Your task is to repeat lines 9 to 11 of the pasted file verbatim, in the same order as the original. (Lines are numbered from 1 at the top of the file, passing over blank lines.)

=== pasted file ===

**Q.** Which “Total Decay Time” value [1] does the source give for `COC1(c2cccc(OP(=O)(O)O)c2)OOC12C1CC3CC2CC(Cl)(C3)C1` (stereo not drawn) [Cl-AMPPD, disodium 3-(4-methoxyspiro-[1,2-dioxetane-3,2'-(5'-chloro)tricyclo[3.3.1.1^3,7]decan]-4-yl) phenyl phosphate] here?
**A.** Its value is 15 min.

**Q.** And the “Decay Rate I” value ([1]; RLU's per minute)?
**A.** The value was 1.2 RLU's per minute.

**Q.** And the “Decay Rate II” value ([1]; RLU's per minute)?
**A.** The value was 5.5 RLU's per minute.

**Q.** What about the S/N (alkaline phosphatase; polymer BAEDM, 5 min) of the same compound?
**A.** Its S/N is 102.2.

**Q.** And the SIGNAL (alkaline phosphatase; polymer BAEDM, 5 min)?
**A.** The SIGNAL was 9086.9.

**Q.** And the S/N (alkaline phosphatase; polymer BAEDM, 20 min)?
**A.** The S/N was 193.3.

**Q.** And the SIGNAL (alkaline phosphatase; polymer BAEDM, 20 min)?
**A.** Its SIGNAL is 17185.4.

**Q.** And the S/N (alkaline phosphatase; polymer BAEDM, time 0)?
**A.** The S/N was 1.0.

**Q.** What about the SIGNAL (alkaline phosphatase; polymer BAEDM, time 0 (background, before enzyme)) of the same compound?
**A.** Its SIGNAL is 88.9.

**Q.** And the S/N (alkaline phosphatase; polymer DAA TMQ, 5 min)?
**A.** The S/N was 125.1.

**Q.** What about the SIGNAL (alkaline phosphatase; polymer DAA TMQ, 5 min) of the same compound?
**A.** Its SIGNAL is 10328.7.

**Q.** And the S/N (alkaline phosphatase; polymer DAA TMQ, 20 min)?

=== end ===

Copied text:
**Q.** And the SIGNAL (alkaline phosphatase; polymer BAEDM, 5 min)?
**A.** The SIGNAL was 9086.9.

**Q.** And the S/N (alkaline phosphatase; polymer BAEDM, 20 min)?